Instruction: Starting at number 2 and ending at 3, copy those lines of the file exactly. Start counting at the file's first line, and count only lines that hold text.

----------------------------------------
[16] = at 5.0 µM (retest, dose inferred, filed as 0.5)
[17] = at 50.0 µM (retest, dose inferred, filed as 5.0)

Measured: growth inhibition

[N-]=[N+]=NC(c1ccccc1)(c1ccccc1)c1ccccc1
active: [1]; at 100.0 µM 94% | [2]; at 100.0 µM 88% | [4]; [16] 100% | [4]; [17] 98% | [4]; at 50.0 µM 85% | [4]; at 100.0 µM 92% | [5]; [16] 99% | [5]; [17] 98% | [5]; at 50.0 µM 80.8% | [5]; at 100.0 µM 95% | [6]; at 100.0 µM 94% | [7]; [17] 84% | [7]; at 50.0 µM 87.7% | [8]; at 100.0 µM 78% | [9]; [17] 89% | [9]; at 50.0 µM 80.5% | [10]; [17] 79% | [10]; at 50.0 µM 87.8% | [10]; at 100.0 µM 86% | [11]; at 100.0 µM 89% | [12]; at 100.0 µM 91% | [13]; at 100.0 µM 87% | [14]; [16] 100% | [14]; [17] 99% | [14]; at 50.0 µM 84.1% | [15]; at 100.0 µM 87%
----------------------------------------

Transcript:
[17] = at 50.0 µM (retest, dose inferred, filed as 5.0)

Measured: growth inhibition